Many people do not realise that the real job of a fire door is to hold back fire, smoke and toxic gases, delaying the spread around a building and keeping the vital means of escape route clear. They only work properly if they are specified, manufactured, installed and maintained correctly, and of course, closed when a fire breaks out.

Fire Door Safety Week investigations have pointed to an endemic fire safety problem in this type of housing stock and many other residential, recreational, leisure, healthcare and educational buildings.

It is sadly not uncommon to see buildings without fire doors, no emergency lighting or signage on doors and escape routes, broken fire rated glass, wedged-open fire doors, poor fire stopping around service hatches that breach compartmentation, no intumescent or smoke seals in fire doors, rubbish and combustible material left in the common areas.

In the catalogue of issues that the full investigation will reveal, it is clear that there are systemic failures that need to be looked at. We must look for quick wins, but take a holistic approach to active and passive options to ensure that we can all live, recover, work, learn and play in relative safety.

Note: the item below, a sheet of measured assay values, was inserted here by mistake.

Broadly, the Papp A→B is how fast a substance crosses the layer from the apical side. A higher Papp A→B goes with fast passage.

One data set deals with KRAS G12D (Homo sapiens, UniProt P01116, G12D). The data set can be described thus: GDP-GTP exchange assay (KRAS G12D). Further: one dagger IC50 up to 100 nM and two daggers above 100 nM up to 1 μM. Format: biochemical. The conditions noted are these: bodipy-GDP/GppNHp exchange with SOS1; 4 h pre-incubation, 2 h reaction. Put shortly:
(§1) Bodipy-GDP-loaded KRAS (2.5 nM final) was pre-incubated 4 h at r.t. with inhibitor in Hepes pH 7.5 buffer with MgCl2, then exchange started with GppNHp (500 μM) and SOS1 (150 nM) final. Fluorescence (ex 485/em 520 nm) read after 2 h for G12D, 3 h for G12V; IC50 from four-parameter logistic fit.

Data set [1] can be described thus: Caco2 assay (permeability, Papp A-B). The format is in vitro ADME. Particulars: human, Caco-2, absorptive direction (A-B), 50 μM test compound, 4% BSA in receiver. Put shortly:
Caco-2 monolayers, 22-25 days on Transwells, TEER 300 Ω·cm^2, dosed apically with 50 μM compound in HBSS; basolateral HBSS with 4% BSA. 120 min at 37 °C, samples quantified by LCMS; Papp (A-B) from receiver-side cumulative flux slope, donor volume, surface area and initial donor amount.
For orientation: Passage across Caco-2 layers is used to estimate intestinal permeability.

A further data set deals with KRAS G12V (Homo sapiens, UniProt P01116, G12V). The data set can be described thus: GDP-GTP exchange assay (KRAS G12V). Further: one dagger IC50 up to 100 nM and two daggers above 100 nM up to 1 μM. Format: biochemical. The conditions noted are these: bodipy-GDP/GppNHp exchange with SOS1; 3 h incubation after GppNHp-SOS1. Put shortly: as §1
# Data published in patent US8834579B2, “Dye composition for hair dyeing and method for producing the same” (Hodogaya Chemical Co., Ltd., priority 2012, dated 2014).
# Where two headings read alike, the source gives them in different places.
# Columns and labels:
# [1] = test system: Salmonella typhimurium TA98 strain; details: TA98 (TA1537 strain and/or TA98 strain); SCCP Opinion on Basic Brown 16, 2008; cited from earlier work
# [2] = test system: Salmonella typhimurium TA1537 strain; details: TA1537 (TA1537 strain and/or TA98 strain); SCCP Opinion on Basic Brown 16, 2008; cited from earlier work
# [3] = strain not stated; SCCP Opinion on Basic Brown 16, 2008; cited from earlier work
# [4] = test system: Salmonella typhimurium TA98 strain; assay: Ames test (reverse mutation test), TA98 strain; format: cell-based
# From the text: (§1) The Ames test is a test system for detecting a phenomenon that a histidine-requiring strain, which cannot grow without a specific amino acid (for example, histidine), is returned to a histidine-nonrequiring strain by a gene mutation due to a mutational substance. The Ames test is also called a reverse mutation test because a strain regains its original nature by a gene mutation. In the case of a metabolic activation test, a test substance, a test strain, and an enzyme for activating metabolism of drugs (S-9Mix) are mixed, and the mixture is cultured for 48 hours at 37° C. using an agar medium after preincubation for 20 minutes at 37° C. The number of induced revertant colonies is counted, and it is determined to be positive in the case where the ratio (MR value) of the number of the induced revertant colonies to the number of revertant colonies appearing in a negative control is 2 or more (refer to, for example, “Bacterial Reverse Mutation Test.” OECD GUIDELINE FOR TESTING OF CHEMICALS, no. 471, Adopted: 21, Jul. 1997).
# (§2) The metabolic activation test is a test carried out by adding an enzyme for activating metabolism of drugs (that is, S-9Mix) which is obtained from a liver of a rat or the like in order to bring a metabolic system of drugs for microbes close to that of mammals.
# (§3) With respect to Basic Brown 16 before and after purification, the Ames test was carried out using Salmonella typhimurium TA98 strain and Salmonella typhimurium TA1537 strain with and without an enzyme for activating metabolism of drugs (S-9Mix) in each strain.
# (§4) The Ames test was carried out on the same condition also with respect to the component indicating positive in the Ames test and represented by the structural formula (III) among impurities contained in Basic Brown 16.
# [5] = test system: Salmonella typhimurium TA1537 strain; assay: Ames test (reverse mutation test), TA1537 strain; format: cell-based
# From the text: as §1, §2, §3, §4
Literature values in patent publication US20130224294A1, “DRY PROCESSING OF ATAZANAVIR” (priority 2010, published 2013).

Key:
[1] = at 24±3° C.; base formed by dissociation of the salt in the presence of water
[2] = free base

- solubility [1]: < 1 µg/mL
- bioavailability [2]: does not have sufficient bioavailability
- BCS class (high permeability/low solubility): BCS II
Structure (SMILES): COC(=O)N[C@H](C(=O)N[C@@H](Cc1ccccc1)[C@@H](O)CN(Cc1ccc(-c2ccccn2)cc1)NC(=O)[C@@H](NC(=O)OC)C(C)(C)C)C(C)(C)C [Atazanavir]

Our hope is not simply that full and comprehensive inspections and risk assessments happen now, but that their recommendations are acted upon quickly, and that the regulatory framework is addressed and policed with suitable resource to ensure we don’t simply create a hiatus and allow matters to drift back to the reprehensible state they are now in.

We also reiterate our call for a Register of Responsible Persons so that the responsible person is not a mystery person lurking in the shadows, but must be front and centre so that people know where to take their problems.

By identifying the responsible person by name and providing the appropriate contact details, residents and building users are empowered to raise problems. This also ensures that those responsible for keeping them safe are made aware of issues directly. This doesn’t do away with the need for fire risk assessments, but supplements an effective process by harnessing the crowd to stay vigilant.

 

More info:

See Best Practice To Refurbishing Fire Doors Guide here

See pecialist advice on fire doors in social housing produced for Fire Door Safety Week here

 

[News URL: http://cti-timber.org/content/cti-blog-it%E2%80%99s-time-holistic-approach-fire-safety-problem]